Reuters blog archive
from The Great Debate:
Looking at Tuesday’s election results, it’s clear the United States has morphed into five distinct political nations. This marks a sharp consolidation of the nine cultural and economic regions that sociologist Joel Garreau laid out 30 years ago in his landmark book “The Nine Nations of North America.”
In political terms there are two solid blue nations, perched on opposite coasts, that have formed a large and powerful bloc. Opposing them are two almost equally red countries, which include the historic Confederacy as well as the vast open reaches between the Texas panhandle and the Canadian border.
Between these two largely immovable blocs stands the fifth nation -- essentially the Great Lakes industrial heartland. By winning this territory -- which could be called “Bailout Nation” -- President Barack Obama built a winning coalition. Though this part of the country has suffered economic decline and demographic stagnation for decades, it is now emerging, as former President George W. Bush would put it, as “the decider” of America’s political fate.
It’s no surprise that the coastal nations voted totally blue, reelecting the president, usually by margins of 10 points or more. The first of these nations can be dubbed “the Old Country,” the most European part of America.
By Daniel Indiviglio
The author is a Reuters Breakingviews columnist. The opinions expressed are his own.
Mr. Market might as well concede now to Mr. Uncertainty. Although American polls won’t close until Tuesday evening, neither President Barack Obama nor his challenger Mitt Romney is likely to emerge with a robust mandate. It doesn’t take a worst-case, state-by-state recount scenario to foresee market gridlock.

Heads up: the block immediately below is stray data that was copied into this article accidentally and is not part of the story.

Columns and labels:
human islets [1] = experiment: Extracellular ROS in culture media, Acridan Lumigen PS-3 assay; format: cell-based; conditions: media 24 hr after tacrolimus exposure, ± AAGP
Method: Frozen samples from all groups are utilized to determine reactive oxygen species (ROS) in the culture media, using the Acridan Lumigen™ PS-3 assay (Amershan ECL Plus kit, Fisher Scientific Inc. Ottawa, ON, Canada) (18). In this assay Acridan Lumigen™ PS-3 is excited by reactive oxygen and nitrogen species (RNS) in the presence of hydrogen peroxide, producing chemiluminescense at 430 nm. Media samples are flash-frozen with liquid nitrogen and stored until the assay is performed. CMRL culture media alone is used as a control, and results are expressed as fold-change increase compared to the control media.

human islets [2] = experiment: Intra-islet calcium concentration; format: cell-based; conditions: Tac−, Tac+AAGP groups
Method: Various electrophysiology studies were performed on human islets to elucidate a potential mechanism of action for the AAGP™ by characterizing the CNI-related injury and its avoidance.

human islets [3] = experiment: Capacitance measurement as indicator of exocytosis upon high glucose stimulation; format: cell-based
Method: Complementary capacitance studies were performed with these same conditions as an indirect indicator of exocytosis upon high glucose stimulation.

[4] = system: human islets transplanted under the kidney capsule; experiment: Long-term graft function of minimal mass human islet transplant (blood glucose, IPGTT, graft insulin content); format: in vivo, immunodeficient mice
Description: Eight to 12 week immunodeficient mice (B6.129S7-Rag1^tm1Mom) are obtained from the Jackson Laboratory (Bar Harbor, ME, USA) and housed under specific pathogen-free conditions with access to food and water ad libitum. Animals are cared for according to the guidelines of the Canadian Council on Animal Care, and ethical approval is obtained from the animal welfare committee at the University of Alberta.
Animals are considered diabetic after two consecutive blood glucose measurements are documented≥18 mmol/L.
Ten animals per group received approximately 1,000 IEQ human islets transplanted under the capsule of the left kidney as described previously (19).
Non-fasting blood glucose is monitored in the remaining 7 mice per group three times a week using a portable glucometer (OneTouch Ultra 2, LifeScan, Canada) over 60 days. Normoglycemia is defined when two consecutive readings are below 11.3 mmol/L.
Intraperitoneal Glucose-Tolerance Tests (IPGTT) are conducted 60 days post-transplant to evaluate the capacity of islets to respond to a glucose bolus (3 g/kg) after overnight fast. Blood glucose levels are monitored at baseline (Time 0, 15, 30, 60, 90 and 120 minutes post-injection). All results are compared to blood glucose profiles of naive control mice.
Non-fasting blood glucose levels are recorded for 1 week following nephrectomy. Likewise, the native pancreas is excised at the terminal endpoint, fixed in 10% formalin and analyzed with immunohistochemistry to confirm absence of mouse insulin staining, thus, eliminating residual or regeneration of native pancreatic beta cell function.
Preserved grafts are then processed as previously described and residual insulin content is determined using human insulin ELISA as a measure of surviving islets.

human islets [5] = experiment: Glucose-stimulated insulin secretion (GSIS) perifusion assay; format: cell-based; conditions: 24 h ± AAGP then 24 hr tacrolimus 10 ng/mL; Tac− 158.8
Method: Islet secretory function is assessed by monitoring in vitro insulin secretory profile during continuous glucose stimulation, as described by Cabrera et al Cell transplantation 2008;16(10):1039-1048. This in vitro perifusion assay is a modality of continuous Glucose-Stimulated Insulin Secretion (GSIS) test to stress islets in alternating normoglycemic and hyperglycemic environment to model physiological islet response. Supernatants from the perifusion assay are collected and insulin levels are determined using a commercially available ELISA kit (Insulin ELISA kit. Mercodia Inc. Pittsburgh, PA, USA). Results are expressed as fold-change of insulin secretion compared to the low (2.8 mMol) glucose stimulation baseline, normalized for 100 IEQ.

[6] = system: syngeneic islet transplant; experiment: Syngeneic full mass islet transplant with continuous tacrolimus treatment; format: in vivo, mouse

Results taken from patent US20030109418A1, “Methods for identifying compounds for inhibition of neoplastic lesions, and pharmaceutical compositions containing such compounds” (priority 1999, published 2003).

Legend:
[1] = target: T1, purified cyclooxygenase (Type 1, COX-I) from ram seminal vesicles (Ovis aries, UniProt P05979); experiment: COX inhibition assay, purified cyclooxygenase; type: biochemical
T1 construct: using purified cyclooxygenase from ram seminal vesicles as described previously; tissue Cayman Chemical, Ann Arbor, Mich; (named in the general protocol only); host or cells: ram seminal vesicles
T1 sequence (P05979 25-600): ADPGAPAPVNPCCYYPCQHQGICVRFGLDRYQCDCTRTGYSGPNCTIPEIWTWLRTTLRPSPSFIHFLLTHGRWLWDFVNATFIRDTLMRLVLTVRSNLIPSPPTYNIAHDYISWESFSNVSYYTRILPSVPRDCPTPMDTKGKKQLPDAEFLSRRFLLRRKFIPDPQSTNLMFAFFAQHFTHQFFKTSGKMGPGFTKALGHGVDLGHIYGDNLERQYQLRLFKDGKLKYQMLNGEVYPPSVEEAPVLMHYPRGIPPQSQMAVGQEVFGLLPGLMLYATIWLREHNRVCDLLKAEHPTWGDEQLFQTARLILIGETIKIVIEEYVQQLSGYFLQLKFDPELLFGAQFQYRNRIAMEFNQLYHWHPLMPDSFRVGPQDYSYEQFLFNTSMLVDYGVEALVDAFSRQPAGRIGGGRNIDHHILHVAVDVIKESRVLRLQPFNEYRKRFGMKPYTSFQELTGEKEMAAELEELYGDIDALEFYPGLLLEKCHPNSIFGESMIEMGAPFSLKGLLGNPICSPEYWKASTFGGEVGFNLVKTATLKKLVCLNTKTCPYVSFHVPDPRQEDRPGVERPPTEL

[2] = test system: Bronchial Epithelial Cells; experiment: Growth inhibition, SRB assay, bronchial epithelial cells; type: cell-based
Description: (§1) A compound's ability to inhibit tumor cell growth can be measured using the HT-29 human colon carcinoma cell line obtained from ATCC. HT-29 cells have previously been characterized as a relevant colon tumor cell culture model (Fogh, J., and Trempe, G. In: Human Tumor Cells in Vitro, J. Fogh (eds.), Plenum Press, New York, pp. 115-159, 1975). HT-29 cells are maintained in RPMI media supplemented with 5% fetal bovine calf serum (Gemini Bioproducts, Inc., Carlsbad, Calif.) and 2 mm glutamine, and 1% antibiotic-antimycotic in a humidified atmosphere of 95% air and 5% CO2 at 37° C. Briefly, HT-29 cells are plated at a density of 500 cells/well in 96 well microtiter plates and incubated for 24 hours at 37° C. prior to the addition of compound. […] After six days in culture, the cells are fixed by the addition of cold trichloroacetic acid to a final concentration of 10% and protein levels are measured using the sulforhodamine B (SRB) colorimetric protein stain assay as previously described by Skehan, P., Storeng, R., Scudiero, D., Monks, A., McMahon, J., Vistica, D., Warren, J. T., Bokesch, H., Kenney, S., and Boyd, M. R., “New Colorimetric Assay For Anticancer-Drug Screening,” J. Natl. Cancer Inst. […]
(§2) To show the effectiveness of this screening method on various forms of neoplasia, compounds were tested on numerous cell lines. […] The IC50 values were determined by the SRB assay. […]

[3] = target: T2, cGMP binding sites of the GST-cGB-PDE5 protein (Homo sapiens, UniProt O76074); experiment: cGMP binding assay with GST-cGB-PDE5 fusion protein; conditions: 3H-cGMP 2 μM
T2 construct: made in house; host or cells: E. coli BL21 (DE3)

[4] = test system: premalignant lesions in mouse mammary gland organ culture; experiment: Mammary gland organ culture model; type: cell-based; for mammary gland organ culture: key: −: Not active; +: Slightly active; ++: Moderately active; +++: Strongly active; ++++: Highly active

from Ian Bremmer:
This week -- chads willing -- Americans will finally put an end to four years’ worth of electoral Sturm und Drang. Only then can the country begin to ask the question that matters much more than who will win: Will anything change? On foreign policy, it’s increasingly clear that the answer is, for the most part, no.
Likewise, this week -- politburo willing -- the Chinese will finally put an end to a year of bureaucratic angst. The powers that be hope that once a new president is installed, the Communist Party can put months of scandal behind it (Bo Xilai’s trial and Wen Jiabao’s family fortune, to name just a couple) and start to answer the question they’re most eager to put to bed: Will anything change in a new regime? On foreign policy, it’s increasingly clear that the answer is -- you guessed it -- for the most part, no.
By Agnes T. Crane
The author is a Reuters Breakingviews columnist. The opinions expressed are her own.
Chris Christie’s budding bromance with Barack Obama may grow even stronger. New Jersey’s Republican governor, who praised the president as they surveyed superstorm devastation together last week, faces a Sandy-related revenue hit that will make it hard to balance the budget, as mandated by the state constitution. That could leave Christie stealing a page from Obama’s election playbook.
from The Great Debate: